Iraqi officials say ISIS militants used church as a site to rape and imprison up to 200 women and girls

ReutersA Yazidi refugee in Iraqi Kurdistan.

Islamic State militants used one of northern Iraq's largest Christian sites to imprison and abuse as many as 200 Yazidi girls and women as sex slaves, an Iraqi military official has said.

Fox News' Holly McKay has reported that barbaric ISIS militants had used the Syrian Orthodox Church of St. Ephraim in eastern Mosul to not only store documents from the different departments within the extremist organization but to also hold and abuse innocent Yazidi women and children.

McKay, who visited what was once one of the largest churches in Mosul, explained that even though the church had been liberated months ago by Iraqi-led coalition forces in their effort to retake Iraq's second-largest city, there still remains the evidence of the Yazidi girls' captivity inside the house of worship.

McKay wrote that she found pieces of pink and yellow underwear and flower headbands that once belonged to Yazidi girls lying on the floor of the church basement.

As it has been widely reported that IS militants took thousands of religious minority girls hostage and sold and traded them to each other as sex slaves, Iraqi officials told McKay that as many as 200 different Yazidi girls and children were housed in the Church of St. Ephraim at some point.

"We found documents where they questioned them about their age, whether married or single, virgin or not, period or not," Iraqi Forces 1st Lt. Waseem Nenwaya told Fox News.

Although McKay reports the the Church of St. Ephraim was liberated months ago, that was not before IS turned the church into a "mosque of the mujahideen." Mujahideen is the arabic word that is the plural version of jihadi.

IS conquered Mosul and areas in the Nineveh Plains in the summer of 2014 and maintained control of Mosul until the Iraqi-led coalition began its liberation efforts of Mosul last October. After pushing IS forces out of eastern Mosul, the U.S.-backed coalition began its efforts to push the terror group out of western Mosul in February.

Earlier this week, Iraqi forces announced that they pushed IS out of the district just north of Mosul's historic center. Now, the territory IS holds in Mosul is down to just two districts along the western banks of the Tigris river, Reuters reports.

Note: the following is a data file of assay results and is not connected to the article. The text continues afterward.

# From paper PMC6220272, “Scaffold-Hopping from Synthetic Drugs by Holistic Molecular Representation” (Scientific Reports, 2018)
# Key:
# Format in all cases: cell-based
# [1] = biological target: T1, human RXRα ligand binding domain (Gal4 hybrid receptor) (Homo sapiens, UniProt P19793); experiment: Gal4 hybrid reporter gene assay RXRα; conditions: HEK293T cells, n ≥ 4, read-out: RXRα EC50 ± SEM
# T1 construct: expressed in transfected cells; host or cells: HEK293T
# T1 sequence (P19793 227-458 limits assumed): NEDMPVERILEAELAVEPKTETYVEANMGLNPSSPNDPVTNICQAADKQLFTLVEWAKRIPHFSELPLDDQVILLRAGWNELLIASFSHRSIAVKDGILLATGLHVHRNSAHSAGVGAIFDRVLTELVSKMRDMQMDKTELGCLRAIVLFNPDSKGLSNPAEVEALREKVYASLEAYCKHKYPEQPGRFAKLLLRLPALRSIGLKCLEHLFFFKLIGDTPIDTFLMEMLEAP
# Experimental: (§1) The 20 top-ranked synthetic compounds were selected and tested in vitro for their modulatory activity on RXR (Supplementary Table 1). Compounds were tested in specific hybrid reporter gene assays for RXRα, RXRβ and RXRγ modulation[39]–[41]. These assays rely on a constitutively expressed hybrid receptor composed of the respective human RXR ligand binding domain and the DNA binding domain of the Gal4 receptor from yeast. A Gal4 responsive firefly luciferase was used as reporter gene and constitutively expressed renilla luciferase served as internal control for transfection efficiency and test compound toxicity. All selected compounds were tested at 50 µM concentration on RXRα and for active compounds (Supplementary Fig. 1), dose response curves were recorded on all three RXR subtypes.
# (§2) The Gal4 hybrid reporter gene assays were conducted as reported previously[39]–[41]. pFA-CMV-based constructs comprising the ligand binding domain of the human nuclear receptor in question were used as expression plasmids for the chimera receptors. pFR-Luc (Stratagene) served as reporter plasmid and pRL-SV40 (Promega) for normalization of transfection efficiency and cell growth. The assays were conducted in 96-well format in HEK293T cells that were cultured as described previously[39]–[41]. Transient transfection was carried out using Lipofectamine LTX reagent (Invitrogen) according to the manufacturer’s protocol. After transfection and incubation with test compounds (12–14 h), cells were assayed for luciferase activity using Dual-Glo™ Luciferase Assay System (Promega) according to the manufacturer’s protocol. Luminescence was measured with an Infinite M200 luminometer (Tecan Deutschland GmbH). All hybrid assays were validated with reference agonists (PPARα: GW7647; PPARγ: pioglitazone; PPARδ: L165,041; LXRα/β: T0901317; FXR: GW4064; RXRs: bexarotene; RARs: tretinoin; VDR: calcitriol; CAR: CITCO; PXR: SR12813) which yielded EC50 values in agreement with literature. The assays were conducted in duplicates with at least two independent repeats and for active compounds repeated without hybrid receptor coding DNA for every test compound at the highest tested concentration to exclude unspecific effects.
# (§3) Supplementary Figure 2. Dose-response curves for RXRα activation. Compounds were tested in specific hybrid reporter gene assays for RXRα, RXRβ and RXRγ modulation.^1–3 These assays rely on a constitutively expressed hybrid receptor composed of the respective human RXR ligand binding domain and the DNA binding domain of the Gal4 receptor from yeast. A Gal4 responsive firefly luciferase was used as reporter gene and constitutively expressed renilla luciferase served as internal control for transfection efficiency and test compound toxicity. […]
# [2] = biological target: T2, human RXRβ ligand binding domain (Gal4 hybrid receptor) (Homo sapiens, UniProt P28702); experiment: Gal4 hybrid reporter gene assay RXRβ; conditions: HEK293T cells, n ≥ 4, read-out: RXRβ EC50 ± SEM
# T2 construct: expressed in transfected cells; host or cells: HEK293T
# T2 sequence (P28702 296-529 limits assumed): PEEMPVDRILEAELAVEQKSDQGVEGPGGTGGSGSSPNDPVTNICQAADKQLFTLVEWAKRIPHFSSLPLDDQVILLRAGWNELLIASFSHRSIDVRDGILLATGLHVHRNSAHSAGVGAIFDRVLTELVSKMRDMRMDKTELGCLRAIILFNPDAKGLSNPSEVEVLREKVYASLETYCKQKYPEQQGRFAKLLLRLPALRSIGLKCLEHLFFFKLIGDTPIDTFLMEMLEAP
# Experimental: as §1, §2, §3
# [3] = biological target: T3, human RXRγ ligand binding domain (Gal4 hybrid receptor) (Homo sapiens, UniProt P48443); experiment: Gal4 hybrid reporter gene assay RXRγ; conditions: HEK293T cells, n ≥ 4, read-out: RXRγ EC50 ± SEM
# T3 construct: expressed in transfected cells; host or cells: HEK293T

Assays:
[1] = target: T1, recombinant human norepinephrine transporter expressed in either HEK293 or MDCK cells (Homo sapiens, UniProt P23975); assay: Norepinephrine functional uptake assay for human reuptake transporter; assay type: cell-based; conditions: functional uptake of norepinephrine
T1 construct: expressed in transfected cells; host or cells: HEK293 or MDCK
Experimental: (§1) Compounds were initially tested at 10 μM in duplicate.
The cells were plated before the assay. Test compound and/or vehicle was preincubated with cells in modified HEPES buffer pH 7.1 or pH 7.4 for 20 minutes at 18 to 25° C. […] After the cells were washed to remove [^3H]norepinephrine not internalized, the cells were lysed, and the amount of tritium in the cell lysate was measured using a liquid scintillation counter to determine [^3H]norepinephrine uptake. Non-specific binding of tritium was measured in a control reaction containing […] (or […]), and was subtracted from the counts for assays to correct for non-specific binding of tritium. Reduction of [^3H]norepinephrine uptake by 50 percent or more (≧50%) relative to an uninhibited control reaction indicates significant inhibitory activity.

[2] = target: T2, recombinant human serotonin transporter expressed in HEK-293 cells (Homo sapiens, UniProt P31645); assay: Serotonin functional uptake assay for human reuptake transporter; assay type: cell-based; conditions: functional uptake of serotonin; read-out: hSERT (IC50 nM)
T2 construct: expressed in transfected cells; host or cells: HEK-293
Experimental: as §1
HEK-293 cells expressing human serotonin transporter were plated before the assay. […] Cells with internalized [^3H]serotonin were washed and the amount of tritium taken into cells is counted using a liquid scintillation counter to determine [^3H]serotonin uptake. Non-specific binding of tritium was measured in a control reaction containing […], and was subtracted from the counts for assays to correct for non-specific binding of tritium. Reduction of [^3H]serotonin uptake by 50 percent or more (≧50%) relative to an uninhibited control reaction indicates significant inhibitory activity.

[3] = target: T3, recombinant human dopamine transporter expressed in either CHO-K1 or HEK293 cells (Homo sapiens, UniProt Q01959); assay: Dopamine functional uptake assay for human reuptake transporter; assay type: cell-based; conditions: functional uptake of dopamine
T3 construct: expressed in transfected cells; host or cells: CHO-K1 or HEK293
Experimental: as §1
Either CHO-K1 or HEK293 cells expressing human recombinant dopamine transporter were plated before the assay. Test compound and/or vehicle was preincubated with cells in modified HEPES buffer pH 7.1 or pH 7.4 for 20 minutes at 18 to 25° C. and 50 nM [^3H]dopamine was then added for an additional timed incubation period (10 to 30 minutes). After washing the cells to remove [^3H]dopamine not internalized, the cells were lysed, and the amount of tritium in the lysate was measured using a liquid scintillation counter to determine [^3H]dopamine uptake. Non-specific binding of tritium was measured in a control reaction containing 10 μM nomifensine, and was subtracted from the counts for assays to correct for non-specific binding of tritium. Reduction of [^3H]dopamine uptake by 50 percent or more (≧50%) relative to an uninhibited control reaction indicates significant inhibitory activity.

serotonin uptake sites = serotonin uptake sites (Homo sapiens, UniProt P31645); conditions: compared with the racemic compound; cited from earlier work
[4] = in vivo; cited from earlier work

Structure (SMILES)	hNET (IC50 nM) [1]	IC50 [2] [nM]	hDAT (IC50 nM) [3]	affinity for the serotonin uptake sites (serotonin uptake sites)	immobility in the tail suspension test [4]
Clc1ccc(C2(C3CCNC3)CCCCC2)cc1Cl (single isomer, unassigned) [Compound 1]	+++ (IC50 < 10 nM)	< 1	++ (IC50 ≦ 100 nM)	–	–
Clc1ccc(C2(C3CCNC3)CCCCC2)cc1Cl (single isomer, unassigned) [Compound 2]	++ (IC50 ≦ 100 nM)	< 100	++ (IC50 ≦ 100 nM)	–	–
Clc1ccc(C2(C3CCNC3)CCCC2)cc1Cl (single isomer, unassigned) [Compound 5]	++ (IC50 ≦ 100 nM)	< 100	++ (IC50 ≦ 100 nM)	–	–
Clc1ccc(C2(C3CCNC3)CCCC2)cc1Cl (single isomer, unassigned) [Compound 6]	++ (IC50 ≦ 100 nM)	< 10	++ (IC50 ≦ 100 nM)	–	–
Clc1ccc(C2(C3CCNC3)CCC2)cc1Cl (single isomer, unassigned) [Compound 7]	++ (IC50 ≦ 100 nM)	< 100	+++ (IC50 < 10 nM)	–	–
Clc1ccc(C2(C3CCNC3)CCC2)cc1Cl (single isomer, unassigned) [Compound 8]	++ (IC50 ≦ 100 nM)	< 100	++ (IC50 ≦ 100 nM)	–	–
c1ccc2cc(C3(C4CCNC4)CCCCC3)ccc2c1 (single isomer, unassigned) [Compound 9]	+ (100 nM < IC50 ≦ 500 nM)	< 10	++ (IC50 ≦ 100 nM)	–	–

But on the one-year anniversary of the group's capture of Mosul in June 2015, IS posted notices in the streets of Mosul announcing that it was turning the church in the "mosque of the mujahideen." According to Newsweek, it was meant to be a place where jihadis and IS supporters could practice IS' version of Sunni Islam.

The militants ripped the cross off of the dome of the church and removed other religious symbols and furniture. The militants replaced the cross with the black and white IS logo.

"It's a scary development, until now they have bombed or, in other ways, destroyed churches but when they change [the church to a mosque], it feels more definite," Nuri Kino, founder and president of A Demand For Action, told Newsweek at the time. "A year ago they said 'Convert, pay or die' then it turned out to be a lie, that even if you pay you will not be able to stay. ... If they changed a church to a mosque it is further proof of their cleansing, something that many call a genocide. They destroy our artefacts, our churches and try to erase us in any way they can."

Newaya explained in his interview with Fox News that the church was also used by the militants as a "mortar attack point." He added that the militants "caved the church walls."

Even though the church walls are caved in and there is rubble and pro-IS grafiti all over the inside of the church, McKay reports that local residents are determined to restore the church and return it to the Iraqi Christian community. Nenwaya explained that Iraq's Christian Affairs Department, with the help of foreign NGOs, will assist with repairs to the church.

A report released in May by PLOS Medicine, a peer-reviewed journal published by the nonprofit publisher Public Library of Science, estimates that nearly 10,000 Yazidis were killed and about 6,800 were enslaved when IS took over their homes in the Sinjar region in August 2014.

While it has been reported that IS enslaved Yazidi women and girls and brainwashed young Yazidi boys into becoming jihadis or suicide bombers, the militants also displayed no mercy while carrying out some of the most egregious abuses of human rights on the Yazidi people.

McKay reports that Yazidi leaders showed photographs of jihadis burning babies to death on a slab of sheet metal. Other photos showed dead bodies side by side as they were engulfed in flames.

Last week, it was reported that 19 Yazidi girls were burned alive inside of an iron cage by IS simply because they refused to have sex with the jihadis.

"The 19 girls were burned to death, while hundreds of people were watching," one witness told ARA News. "Nobody could do anything to save them from the brutal punishment."

This article was originally published in The Christian Post

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